The motion was put forward by the Shadow Education Secretary, Angela RaynerWikimedia: Rwendland

An opposition motion attempting to stop the government from implementing a £250 rise in university tuition fees has passed through the House of Commons.

The motion, brought by Shadow Education Secretary Angela Rayner, was not legally binding, and it is not yet known whether its success will have any impact on government policy. The motion passed without a vote when it became clear that the Conservatives could not command a majority on the matter.

NUS vice president for higher education Amatey Doku described events in the Commons tonight as “very significant.”

Writing on Facebook, Doku, the former CUSU President, acknowledged that the the motion was not binding, but said that “the government needs to think carefully about what message it sends to students if they ignore parliament and decide to raise fees regardless.”

Writing in Varsity earlier today, current CUSU President Daisy Eyre argued against the “marketisation” of universities, claiming that the proposed raise would be “part of a fees model that now looks totally different to the already controversial model passed in 2010.”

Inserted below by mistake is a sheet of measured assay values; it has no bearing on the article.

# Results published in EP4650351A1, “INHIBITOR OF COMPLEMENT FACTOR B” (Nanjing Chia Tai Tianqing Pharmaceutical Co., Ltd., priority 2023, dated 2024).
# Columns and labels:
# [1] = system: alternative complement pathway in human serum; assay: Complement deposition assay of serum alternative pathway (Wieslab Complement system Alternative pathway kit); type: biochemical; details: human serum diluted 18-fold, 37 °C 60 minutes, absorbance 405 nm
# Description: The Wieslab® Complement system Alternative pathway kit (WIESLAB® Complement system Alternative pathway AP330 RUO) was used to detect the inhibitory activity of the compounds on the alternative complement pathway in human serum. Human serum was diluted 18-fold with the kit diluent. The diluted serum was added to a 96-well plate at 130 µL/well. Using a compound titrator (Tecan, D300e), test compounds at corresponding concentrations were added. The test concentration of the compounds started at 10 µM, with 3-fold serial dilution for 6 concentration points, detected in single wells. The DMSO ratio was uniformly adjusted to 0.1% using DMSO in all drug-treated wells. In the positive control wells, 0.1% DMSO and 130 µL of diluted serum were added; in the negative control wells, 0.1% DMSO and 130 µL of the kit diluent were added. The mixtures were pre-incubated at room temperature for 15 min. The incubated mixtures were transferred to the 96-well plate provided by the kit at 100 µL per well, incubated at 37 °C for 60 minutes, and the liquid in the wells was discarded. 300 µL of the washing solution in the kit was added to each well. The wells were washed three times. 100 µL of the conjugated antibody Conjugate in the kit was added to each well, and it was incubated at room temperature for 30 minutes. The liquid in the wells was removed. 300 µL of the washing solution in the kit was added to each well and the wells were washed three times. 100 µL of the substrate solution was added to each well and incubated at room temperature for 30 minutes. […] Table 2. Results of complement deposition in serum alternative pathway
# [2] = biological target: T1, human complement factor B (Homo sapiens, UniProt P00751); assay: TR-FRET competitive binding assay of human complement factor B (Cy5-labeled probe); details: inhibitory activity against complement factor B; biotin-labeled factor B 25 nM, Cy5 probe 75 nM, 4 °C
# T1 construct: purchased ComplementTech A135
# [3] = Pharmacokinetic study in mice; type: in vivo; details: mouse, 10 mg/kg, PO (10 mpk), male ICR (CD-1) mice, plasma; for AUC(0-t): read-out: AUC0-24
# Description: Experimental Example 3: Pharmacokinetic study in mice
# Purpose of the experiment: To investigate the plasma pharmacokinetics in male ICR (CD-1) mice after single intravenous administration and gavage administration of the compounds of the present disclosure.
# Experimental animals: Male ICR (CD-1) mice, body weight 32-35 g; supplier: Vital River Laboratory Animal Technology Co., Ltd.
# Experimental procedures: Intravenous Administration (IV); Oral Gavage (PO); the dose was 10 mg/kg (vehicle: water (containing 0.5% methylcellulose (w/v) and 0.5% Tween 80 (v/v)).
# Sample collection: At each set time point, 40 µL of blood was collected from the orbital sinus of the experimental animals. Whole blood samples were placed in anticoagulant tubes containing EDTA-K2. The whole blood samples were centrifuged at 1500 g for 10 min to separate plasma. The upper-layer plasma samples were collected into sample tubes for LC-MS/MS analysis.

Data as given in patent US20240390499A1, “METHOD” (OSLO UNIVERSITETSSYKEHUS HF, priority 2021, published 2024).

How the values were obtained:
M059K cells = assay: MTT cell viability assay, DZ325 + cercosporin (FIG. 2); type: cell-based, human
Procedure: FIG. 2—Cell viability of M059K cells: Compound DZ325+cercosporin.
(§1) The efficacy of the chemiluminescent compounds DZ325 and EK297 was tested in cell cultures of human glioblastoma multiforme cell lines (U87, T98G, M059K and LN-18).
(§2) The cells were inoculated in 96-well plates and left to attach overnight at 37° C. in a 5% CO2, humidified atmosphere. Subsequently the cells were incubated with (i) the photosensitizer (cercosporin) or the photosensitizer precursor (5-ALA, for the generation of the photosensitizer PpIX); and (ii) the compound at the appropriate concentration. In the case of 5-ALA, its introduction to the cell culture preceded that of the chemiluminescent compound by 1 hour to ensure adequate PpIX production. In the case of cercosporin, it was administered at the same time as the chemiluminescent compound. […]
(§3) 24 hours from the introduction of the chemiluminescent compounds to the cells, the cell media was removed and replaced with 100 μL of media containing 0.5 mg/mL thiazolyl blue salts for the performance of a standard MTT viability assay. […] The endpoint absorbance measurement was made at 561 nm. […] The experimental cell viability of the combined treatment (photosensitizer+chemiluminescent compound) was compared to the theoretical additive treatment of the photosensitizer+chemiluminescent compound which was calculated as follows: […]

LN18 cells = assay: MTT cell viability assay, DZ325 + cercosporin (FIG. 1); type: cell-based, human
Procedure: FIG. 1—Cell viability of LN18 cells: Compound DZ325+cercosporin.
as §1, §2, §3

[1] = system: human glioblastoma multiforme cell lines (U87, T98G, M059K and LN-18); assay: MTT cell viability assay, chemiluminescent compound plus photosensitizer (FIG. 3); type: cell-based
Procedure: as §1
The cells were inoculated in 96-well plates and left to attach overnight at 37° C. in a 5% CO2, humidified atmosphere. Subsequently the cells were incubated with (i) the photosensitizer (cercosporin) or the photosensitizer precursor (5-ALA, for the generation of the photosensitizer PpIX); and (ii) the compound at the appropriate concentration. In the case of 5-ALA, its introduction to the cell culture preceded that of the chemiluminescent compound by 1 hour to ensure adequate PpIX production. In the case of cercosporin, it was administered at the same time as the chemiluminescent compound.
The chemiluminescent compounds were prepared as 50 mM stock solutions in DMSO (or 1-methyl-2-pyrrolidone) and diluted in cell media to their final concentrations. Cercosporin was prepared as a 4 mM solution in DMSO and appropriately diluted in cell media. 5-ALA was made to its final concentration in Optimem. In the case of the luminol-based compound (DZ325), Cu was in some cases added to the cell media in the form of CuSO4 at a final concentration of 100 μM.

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The passage of the motion represents a hugely symbolic defeat for the government, as the Democratic Unionist Party (DUP) voted against them for the first time since entering into a ‘confidence and supply’ arrangement with the Conservatives.

After the the motion’s success, Rayner said that the government “had no mandate to increase fees to begin with and if they do not now reverse the fee hike they will be defying the will of parliament in blatant disregard for our democracy.”

The government’s proposals would have allowed them to raise tuition fees in line with inflation at higher education institutions participating in their Teaching Excellence Framework (TEF). The new system has been controversial, as it requires institutions that opt in to the TEF to meet certain targets before they can charge the increased fees.

In June, Cambridge became one of only eight Russell Group universities to achieve a “gold” rating under the new framework

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